In September, I wrote about my Dolly girl’s cancer diagnosis and treatment. Comments on the story were numerous — and heartbreaking when readers shared stories of loss instead of recovery — but one response stood out and made me think twice about how I handled my other dog during this time.
Carol S. noted, “One thing you didn’t mention much was the impact on Spot, or maybe you were lucky and there wasn’t much.”
Her pup Milo was diagnosed with lymphoma three years ago, and his brother and best friend Marley suffered along with him. She commented that her healthy dog became more anxious than usual and lost weight, and that he sunk into a depression when Milo eventually succumbed to the cancer.
“Your other pets may need just as much support as your sick pet,” she said.
Until I read this comment, I had not thought much about the impact of Dolly’s cancer on Spot. He was the healthy one, after all. I began to wonder: Did I manage the situation well? Should I have done more for Spot?
I considered my actions. I also talked to Spot and Dolly’s new trainer to get his take as I was putting together advice for those of you facing a similar situation.
Spot came with us to almost every appointment
Dolly had two surgeries and 24 radiation treatments over the course of three months at Southwest Veterinary Oncology in Arizona. With the exception of picking her up after surgery, Spot tagged along with us. I did not want to leave him home alone, and I selfishly wanted his company while I waited for sometimes hours at the oncology center.
I believe this was the right thing to do. The staff doted on Spot, giving him more love and treats than any pup could want. When invited, he climbed onto the laps of other pet parents and provided comfort. Spot even made a few friends, including a chicken named Henry who was waiting for a sick sibling, too. We also went for walks around the complex and played fetch on grassy stretches while Dolly was in treatment.
When she finally emerged from the back of the oncology center each day, sometimes a little woozy from anesthesia and always hungry having skipped breakfast, Spot greeted Dolly with a gentle hello and escorted her to the car. At that point, both were more than ready to go home, but I do not regret bringing him as doing so helped keep all of our spirits high.
My advice: Many people must drop off and pick up when a sick pet requires lengthy treatment sessions during the work week. If you have the freedom to wait, bring your healthy dog, too, and see how it goes. If he or she behaves and tolerates the setting well, you can provide each other with emotional support during this stressful time. But if it all proves too much for your healthy dog, ask a friend or family member who stays home during the day for help. My retired parents were more than happy to Spot-sit when I asked.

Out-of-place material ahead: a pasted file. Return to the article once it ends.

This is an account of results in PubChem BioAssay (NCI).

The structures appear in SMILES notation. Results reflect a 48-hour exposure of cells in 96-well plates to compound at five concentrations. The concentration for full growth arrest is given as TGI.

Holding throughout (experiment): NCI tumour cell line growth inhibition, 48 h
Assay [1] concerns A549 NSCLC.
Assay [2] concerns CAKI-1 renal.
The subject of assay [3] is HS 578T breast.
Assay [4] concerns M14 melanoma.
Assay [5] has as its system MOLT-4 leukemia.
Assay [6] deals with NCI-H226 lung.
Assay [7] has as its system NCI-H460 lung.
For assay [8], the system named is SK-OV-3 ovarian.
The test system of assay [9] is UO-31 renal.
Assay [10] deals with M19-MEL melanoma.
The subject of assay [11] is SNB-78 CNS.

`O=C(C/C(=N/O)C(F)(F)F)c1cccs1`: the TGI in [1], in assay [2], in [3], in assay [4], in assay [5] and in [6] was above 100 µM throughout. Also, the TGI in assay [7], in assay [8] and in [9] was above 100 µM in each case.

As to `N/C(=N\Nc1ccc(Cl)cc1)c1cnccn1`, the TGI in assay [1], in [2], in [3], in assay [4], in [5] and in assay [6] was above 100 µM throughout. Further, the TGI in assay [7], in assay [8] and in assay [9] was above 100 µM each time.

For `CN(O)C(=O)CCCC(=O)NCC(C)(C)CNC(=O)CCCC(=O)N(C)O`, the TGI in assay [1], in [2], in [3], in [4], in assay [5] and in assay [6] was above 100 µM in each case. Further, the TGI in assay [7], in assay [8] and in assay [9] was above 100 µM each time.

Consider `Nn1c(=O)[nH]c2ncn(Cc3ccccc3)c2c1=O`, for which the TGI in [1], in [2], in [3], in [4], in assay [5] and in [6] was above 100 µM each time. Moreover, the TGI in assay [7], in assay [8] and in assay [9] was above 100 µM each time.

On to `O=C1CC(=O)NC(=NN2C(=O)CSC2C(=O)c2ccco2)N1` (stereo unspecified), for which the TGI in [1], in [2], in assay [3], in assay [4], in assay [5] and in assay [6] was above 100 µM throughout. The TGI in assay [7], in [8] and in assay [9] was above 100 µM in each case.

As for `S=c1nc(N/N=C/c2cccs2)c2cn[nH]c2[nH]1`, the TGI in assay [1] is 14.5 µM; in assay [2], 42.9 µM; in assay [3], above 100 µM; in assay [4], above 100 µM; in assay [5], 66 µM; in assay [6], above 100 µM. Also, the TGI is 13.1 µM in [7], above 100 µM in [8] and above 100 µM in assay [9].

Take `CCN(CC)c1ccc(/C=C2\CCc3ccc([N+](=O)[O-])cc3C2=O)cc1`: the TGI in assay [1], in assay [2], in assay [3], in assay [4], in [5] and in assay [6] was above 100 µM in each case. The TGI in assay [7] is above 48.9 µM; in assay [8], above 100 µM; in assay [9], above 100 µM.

I always tried to project a positive attitude
From diagnosis through Dolly’s recovery period, I was a bit of an emotional mess. My soul sister had a life-threatening illness, and the radiation treatment resulted in uncomfortable side effects that took weeks to heal. The daily commute and waiting time also ate up half of my work day, making for long nights with the laptop. It was rough. Through it all, though, I tried to stay positive and hope for the best.
Turns out, my attitude was more important than I knew at the time.
“There are so many emotions involved with cancer — with the humans, the sick dog, and the siblings,” said Nathan Dunham, Spot and Dolly’s previously mentioned trainer. “If the humans constantly feel sorry for the sick dog and project that, it can make the other dogs feel like something’s really, really wrong, and that will have a negative effect on them. We have to project a positive attitude, that everything will be okay, since we can’t explain the situation.”
My advice: Easier said than done, I know, but put on a brave face and plan special events that include both of your pups. We stopped by our neighborhood pet boutique and bakery on the way home from the oncology center each Friday for a tasty treat or new toy.
Spot got extra attention and playtime
Because Spot’s partner in play was out of commission, I stepped in to assume her duties. We swam and fetched and took long walks while Dolly quietly recovered on the couch.
Again, I instinctively did the right thing, according to Dunham.
“You definitely have to up the exercise for the dog that isn’t sick,” he said. “Walk more, play more, find games that get him thinking. That way, he’s tired — both physically and mentally — and content.”
Spot kept an eye on Dolly, regularly checking in with a quick sniff or lick, but he didn’t try to engage her in play. I believe that the activity helped wear him out, but that he also knew Dolly wasn’t quite right and needed her space. This proved especially important as she recovered from side effects that turned her treated leg into a crusty mess, which needed rest.
My advice: Make extra play dates and walks with your healthy pup a priority during this time. Also, invest in an interactive toy or two. Such toys present a physical and mental challenge your dog can tackle on her own. And don’t be shy about asking a friend or family member for help if your sick pup needs supervision while you are away. A cone of shame can only provide so much protection!
Has one of your dogs gotten seriously sick? If so, how did you handle the other dog or dogs in your family? Please share your experiences and advice in the comments!